The trails were well marked, and also well established, with steel ladders and footpaths safeguarding the precarious parts. Still I liked the cliff-side walks, especially those with overhangs. The amazing thing with the hike was the variety of sceneries we went through. It wasn't purely just cliffs and rocks, though that would have been exciting in itself. We also passed through some nice forests, seeing kangaroos, colourful parrots, and many other birds - not to mention interesting trees like redwoods called turpentines.
 With no summit to train our minds on, we relished every bit of the trail. After a descent from the town, the Federal Pass itself is a more gradual walk on the base of the cliffs which include the Three Sisters. Past a beautiful woodland called the Leura Forest, the trail ascends again, this time through more waterfalls and rock formations.
From the Leura Cascades we headed back to Katoomba, this time via the Prince Henry Cliff Walk, which again offers a unique kind of scenery: the trees are different from the ones below. Back in town we headed to some of the outdoor shops, and wrapped up the day with a nice dinner. Thank you Dr. Jun Carnate and Cynthia Sy for being with me in this memorable adventure Down Under! I'm looking forward to one last day of bushwalking tomorrow!
Hiking matters #397: The hike up Mt. Kosciuszcko
Hiking matters #398: Blue Mountains 1 - Katoomba
Hiking matters #399: Blue Mountains 2 - Wentworth Falls

Hiking matters #397: The hike up Mt. Kosciuszcko, the highest mountain in Australia

SYDNEY, AUSTRALIA - Yesterday, I did the hike up Mt. Kosciusczko, at 2228 MASL the highest mountain in Australia and as such, arguably (and per the Bass List) one of the Seven Summits of the world. Although it was a very easy hike (my grandmother can do it), every mountain is special, and having come all the way from the Philippines to do it and having faced some unexpected challenges to get there, it turned out to be an exciting adventure.

Getting there proved to be an obstacle much more difficult than the hike itself. This is partly because we were doing the hike off-season and since it was also the school holidays, there was no way to get to Thredbo, the jump-off point. To the rescue was my Nepalese friend Surendra, and his buddy Pravash, who decided to join us and do the long drive to the Snowy Mountains. Joining me in Australia was my brother Jonathan - he’s not really into hiking but has done Kinabalu and some PH mountains - as well as my Mt. Elbrus teammates Jun Carnate, Koko Roura, and Cynthia Sy.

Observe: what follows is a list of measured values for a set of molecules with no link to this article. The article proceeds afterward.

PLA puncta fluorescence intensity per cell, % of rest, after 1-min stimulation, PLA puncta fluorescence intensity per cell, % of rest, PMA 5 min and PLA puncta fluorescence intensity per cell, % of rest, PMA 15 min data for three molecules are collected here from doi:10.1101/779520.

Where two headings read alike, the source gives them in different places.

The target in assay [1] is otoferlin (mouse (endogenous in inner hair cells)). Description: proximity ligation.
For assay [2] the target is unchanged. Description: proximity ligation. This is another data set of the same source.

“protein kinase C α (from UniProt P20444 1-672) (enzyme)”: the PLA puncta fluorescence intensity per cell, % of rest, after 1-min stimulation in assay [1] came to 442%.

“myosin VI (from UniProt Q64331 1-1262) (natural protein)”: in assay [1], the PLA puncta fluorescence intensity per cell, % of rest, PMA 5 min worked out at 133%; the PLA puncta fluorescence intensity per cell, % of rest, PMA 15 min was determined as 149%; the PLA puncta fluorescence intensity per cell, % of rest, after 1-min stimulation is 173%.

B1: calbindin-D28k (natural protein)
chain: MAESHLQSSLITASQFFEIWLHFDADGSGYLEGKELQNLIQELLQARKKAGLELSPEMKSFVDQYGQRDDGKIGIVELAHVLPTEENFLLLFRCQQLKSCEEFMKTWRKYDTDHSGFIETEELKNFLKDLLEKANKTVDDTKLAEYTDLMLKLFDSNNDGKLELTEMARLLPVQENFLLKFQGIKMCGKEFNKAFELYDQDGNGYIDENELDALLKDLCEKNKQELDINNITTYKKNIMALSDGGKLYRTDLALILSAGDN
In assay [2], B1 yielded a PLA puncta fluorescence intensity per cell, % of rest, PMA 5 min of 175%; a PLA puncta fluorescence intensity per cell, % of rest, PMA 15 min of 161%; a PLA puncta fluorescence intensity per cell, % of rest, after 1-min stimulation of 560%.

We stopped over at Canberra- a three-hour drive from downtown Sydney- spending the night there before proceeding to the Snowy Mountains the following day. We took a wrong turn and ended up taking all of five hours to reach Thredbo! Originally, we had planned to do a longer hike passing by Charlotte’s Pass, but since we were running late, we had no choice but to take the chairlift up the shortest route, which is already 1900 MASL and just 6.5 kilometres long.

By the time we started hiking, it was past 1400H. The hike was truly easy; the slopes were gentle and there was even a steel footpath for most of the way. But the scenery was beautiful! There is a feeling of vastness when you are in the Snowy Mountains, with endless mountains in all directions; but it is a subdued majesty, not like the dramatic heights of the Alps or the Himalayas. We are
After two hours the summit was already upon us, and I was raising the Philippine flag by 1607H. A stone altar marks the summit, with a tiny metal plate that inscribes it as Australia’s highest point. We all made it, and Surendra and Pravash unfurled the Nepalese flag, celebrating the Nepalese New Year, which coincided with our hike.
On the way back, with the chairlft closed, we descended all the way to Thredbo via Merrits Nature Trail, adding 4-5 kilometres to our day’s walk. So in total we did 17 kilometres. Even though we were trekking in the dark, at least we were able to somehow maximise the trip by having an extra two two hours of hiking.